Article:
Different people have different requirements when it comes to frequency changes in the music and it's quite impossible for us to anticipate them all. We would need to produce so many different variants of all our music productions that it would be impractical to manage and confusing for our customers. For example, if we were to start raising the frequency from theta up to alpha between the 50-60 minute mark of a piece of music, this would be useless to someone who used the music for a guided meditation that was only 45 minutes long. In the early stages of the development of our brainwave entrainment music we had so many different requests from different people that we could only opt for the simplest solution, which is to use a consistent frequency throughout. It might not be the absolute "perfect ideal", but this is still a very effective technique and the feedback we've received on our brainwave entrainment music has always been exceptionally positive.
1. Compressed formats like MP3 do not retain the sound quality necessary for the brain to fully achieve brainwave synchronization – and are too inferior to effectively deliver even binaural beats downloads or isochronic tones properly, much less something as powerful as NeuralSync™. Our lossless audio entrains at the precise level guaranteed to induce the most potent response.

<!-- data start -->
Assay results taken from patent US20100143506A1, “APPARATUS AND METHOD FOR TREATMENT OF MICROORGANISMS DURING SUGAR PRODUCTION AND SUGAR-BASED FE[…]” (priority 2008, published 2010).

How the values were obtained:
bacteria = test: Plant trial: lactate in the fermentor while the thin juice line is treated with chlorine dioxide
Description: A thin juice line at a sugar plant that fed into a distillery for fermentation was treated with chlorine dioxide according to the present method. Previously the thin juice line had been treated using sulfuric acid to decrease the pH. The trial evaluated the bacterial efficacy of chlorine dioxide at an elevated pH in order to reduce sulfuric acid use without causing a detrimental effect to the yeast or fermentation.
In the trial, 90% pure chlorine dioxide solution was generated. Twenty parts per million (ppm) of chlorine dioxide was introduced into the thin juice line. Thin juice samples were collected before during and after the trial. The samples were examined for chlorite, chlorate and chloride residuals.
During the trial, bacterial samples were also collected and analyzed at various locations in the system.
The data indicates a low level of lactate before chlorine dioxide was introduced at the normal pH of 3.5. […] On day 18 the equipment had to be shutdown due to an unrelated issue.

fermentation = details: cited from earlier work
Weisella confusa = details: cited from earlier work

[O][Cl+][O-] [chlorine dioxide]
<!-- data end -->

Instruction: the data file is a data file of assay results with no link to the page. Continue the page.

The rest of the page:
Relaxation: There is already evidence that brainwave entrainment helps improve relaxation. In studies analyzing short-term stress and anxiety, significant improvements were noted. This has been verified by other studies that suggest brainwave entrainment enhances muscle relaxation in biofeedback and can help with pain reduction and migraine headaches. The relaxation-induced response of entrainment may be responsible for a variety of the benefits.
Transparent Corp's Research Area is arguably the most comprehensive resource for collated brainwave entrainment research.   Update: the main research area on Transparent Corp's website is currently being updated, so it is offline.  However, you can still access their peer-reviewed research paper as a PDF here: “A Comprehensive Review of the Psychological Effects of Brainwave Entrainment“.